About Green Technology
Addressing the wide-ranging environmental impact of global population growth and industry has become critical to the survival and prosperity of human civilization. Green Technology (also known as "green tech" clean technology, or "clean tech") refers to the development of processes, practices, and applications that improve upon or replace existing technologies that allow us to meet our needs while substantially decreasing our impact on the planet. Focusing on the goals of green technology is becoming increasingly important to an diverse range of industries that includes energy, agriculture, manufacturing, and more.
American Elements is committed to meeting the material supply needs of researchers, industries, and innovators working towards a greener future. We also provide support to research programs such as the UCLA Institute of the Environment and Sustainability (IoES) in Los Angeles, CA and funded its Center for Diverse Leadership in Science, the first university center in the world focused on diversity in the field of green technologies.
Currently, the vast majority of the world’s energy needs are met by burning hydrocarbon-based fossil fuels. In addition to requiring non-renewable natural resources that will eventually be depleted, this method of energy production produces greenhouse gases that contribute to climate change, releases toxic gases that comprise the smog that plagues modern cities, and requires expensive and often highly-polluting methods of fuel extraction, refining, and transport. Some of these problems have grown more pressing as fossil fuels have become more scarce, requiring drilling in more remote locations, use of less-ideal raw materials such as tar sands that require more intensive processing, and increasingly complex extraction techniques such as fracking.
Today there are essentially two approaches to global warming. The first is best known from the work of former Vice President and Nobel Peace Prize Winner Al Gore, as presented in his film An Inconvenient Truth, holds that global warming should be addressed at its root cause by all of humanity working in consort through technological/industrial innovation and international governmental policy to reduce the quantity of air pollution and CO2 emissions being generated. The second approach is best expressed in the work of the environmentalist Bjorn Lomborg as presented in his writings and books, such as "Cool It" which holds that a "rational as opposed to fashionable" approach to global warming is to recognize that the least expensive method of dealing with its effects is to treat them as they occur sometimes at the very local level. This is based on the premise that when the actual effects are examined in a sober and scientific way, policymakers will discover addressing them piecemeal is significantly less costly in capital than the effort that would be necessary to reduce green house gas emissions to a point where the Earth's temperature actually began to fall again.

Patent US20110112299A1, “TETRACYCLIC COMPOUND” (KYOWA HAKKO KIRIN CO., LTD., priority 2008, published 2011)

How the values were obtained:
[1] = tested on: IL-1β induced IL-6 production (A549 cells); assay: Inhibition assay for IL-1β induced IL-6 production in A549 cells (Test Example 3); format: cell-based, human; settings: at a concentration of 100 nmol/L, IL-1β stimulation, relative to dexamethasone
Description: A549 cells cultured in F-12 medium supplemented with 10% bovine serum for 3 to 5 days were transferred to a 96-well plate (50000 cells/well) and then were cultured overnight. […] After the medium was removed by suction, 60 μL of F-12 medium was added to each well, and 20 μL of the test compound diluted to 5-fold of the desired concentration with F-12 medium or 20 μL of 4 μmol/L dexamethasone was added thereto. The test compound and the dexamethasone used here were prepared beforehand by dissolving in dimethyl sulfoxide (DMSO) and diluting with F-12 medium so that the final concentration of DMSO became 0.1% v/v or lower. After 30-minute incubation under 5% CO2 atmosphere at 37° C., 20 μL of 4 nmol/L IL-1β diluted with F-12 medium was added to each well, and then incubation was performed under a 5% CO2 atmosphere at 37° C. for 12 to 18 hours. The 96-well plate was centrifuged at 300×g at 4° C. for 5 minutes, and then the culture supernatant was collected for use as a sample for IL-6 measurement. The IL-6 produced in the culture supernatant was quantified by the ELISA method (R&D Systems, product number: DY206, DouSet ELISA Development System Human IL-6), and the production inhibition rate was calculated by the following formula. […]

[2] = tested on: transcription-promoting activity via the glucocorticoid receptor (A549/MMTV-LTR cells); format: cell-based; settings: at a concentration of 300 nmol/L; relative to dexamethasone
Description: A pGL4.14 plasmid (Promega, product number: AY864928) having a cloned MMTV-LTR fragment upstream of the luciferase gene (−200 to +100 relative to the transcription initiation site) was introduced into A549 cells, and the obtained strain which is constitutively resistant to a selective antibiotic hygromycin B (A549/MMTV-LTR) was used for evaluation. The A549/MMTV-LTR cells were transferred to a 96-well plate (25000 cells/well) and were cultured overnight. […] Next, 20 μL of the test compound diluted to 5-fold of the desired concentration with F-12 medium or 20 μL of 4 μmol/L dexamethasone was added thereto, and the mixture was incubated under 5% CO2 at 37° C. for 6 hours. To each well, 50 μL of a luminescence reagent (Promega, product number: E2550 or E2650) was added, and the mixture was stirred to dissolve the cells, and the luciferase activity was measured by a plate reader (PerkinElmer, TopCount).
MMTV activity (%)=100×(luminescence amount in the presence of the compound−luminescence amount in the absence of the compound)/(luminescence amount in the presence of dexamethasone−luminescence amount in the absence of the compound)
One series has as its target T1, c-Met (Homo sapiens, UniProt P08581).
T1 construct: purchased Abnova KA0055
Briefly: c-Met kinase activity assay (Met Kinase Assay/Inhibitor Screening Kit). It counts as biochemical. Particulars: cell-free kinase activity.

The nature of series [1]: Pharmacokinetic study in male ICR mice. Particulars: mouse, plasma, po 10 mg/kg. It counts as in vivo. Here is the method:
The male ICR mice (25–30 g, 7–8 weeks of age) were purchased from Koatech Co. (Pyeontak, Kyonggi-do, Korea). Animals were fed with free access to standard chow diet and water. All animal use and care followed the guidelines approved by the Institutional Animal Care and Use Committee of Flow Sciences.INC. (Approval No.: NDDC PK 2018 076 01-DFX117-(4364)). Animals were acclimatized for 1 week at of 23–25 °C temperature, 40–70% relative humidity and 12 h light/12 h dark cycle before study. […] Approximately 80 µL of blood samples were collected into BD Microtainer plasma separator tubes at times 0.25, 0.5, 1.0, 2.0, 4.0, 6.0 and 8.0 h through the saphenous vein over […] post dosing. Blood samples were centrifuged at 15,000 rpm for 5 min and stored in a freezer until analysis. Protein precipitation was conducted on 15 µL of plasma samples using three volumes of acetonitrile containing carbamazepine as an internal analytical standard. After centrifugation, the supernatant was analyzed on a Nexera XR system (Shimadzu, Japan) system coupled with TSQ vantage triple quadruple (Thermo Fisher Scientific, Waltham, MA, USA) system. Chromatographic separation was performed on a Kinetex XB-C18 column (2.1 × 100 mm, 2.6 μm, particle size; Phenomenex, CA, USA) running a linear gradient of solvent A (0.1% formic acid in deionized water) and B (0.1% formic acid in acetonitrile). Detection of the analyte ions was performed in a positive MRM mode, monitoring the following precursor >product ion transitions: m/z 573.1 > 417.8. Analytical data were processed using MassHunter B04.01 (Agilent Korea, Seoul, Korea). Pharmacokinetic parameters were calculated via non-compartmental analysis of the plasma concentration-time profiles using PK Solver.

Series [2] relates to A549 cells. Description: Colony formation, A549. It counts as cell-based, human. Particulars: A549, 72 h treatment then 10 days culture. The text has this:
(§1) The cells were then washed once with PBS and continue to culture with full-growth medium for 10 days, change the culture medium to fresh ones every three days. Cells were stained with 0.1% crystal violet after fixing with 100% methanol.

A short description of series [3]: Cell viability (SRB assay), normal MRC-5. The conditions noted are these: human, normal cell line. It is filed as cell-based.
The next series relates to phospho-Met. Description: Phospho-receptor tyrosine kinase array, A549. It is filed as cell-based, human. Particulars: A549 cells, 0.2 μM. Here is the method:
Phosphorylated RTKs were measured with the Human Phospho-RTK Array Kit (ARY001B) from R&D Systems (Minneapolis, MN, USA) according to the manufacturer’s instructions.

Goal: Meeting the world’s increasing energy needs with cleaner, more sustainable energy sources and harvesting technologies.
In the long term, the solution to the many problems with fossil fuels is to transition to using solely renewable energy sources including solar, wind, geothermal, hydropower, biofuels, and waste-to-energy technologies. Maximizing the potential of these power sources will require innovation in areas such as photovoltaic materials to lower the cost and increase the efficiency of solar power, gas separation materials for efficient use of gaseous fuels, and improved heat-resistant materials for use in solar power plants. The use of cleaner power sources to power automobiles will require improved battery technology for electric vehicles and better fuel cell technology for fuel cell-powered vehicles.
In the short to medium term, however, fossil fuels will remain a significant source of energy, and therefore every effort should be made to make the use of these fuels less damaging to the environment. Efforts aimed at achieving this include the use of “clean coal” technologies to reduce pollution from power plants, as well as technologies such as catalytic converters that reduce emissions from automobiles.
Another example of a technology intended to reduce both air pollution and CO2 emissions is the use of photovoltaic cells to generate electricity (actually electrons) from photons emitted by the sun. Given the enormous amount of capital today being invested in solar energy technologies globally from Silicon Valley to the Nation of Singapore, solar energy will unquestionably play a major role in reducing green house gas emissions by supplanting hydrocarbons such as oil, coal and gas as our energy source for many applications. From its start solar energy has been essentially a field of materials science. In the 1970s the first silicon-based photovoltaic (PV) cells were produced. These basic cells were created by doping silicon to form two oppositely charged layers.